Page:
It is not my goal to be a woman who speaks more of what she used to be than of what she is, but … I used to practice miraculous and whimsical thinking like now I practice practicality, list making, hand washing, and aging. My writing reflected the magic, and there’s a chance that’s why you signed up for this newsletter. I used to come to the end of a journal page (or a blog post) breathless, tears streaming down, so tapped into something outside of myself that I wept - regularly. But these days, as well as in the days of loss before the COVID season, the magic has disappeared, except in tiniest glimpses. I’m hearing the same thing from those around me, that creativity and tapping into what makes us come alive has been a rough go, so I want to dig into why that is. Not only are we untethered from our own bodies, churches, and friends; we are also often untethered from the MAGIC, or what used to make us feel fiery and alive.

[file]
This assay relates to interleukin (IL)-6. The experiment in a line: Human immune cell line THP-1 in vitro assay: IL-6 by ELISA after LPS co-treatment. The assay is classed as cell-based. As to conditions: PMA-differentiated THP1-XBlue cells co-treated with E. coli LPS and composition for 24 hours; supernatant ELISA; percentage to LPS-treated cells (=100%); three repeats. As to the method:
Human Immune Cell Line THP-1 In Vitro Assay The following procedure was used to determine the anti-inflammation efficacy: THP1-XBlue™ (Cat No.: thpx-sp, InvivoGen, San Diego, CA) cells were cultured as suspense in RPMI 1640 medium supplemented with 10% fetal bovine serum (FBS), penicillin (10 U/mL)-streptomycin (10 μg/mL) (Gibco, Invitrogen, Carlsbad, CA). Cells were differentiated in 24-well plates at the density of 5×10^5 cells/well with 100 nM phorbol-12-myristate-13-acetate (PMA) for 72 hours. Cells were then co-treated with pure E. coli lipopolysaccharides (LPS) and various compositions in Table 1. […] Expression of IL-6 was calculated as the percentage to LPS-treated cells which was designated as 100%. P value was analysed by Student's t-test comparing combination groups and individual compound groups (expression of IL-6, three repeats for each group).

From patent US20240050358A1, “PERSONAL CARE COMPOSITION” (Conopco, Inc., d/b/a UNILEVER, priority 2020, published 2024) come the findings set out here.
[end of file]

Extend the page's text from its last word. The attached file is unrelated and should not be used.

Maybe we don’t get the magic until we find our foothold in all the dirt and disorder of our real lives first. Maybe that’s why every time I walk around outside I come in with black earth up to my elbows. My soul does beg for me to dig, and it ain’t a metaphor. It’s as if the dirt is actually where my brain might heal so I can pay attention in scripture, in literature, in writing, and in prayer. This is why keeping rhythms for all this is a must. Otherwise, all I would do is shop on the internet, eat entire bags of chips, and space out in more zoom calls until my life is donefor.

In Part 1 of this newsletter, we took a week to do a sort of inventory. Have you noticed yet how even more disconnected survival-mode can make you? You probably already know that if you eat a bag of chips as a way to feel your body that it actually does the opposite, that the numbed-out survival habits reveal themselves as a contrast to abundant life. As I’ve been bouncing between survival and abundance, myself, what keeps me tethered to my real life is becoming clearer - which brings me back to the daily readings and two things it’s helped me see lately. Dang, if it doesn’t feel like a miracle to see something!